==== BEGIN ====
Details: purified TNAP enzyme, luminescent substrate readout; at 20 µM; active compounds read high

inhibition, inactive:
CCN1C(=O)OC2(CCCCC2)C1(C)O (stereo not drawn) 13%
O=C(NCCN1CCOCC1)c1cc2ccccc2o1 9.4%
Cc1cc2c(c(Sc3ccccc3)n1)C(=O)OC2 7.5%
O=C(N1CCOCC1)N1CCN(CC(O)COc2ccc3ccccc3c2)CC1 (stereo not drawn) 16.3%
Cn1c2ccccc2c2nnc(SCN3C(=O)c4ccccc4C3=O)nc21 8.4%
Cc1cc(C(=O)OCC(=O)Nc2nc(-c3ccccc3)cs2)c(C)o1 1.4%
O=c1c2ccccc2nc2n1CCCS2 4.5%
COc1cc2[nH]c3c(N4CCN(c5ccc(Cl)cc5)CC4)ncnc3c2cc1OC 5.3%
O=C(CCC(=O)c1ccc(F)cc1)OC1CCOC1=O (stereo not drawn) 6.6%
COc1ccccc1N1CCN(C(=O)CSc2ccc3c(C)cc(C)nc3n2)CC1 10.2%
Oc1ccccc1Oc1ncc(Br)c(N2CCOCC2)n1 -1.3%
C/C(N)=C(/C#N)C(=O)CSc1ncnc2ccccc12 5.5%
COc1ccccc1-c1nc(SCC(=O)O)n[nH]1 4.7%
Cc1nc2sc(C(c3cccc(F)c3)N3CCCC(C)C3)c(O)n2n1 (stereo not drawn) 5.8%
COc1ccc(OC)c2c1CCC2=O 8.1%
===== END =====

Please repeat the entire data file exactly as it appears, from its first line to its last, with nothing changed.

Details: purified TNAP enzyme, luminescent substrate readout; at 20 µM; active compounds read high

inhibition, inactive:
CCN1C(=O)OC2(CCCCC2)C1(C)O (stereo not drawn) 13%
O=C(NCCN1CCOCC1)c1cc2ccccc2o1 9.4%
Cc1cc2c(c(Sc3ccccc3)n1)C(=O)OC2 7.5%
O=C(N1CCOCC1)N1CCN(CC(O)COc2ccc3ccccc3c2)CC1 (stereo not drawn) 16.3%
Cn1c2ccccc2c2nnc(SCN3C(=O)c4ccccc4C3=O)nc21 8.4%
Cc1cc(C(=O)OCC(=O)Nc2nc(-c3ccccc3)cs2)c(C)o1 1.4%
O=c1c2ccccc2nc2n1CCCS2 4.5%
COc1cc2[nH]c3c(N4CCN(c5ccc(Cl)cc5)CC4)ncnc3c2cc1OC 5.3%
O=C(CCC(=O)c1ccc(F)cc1)OC1CCOC1=O (stereo not drawn) 6.6%
COc1ccccc1N1CCN(C(=O)CSc2ccc3c(C)cc(C)nc3n2)CC1 10.2%
Oc1ccccc1Oc1ncc(Br)c(N2CCOCC2)n1 -1.3%
C/C(N)=C(/C#N)C(=O)CSc1ncnc2ccccc12 5.5%
COc1ccccc1-c1nc(SCC(=O)O)n[nH]1 4.7%
Cc1nc2sc(C(c3cccc(F)c3)N3CCCC(C)C3)c(O)n2n1 (stereo not drawn) 5.8%
COc1ccc(OC)c2c1CCC2=O 8.1%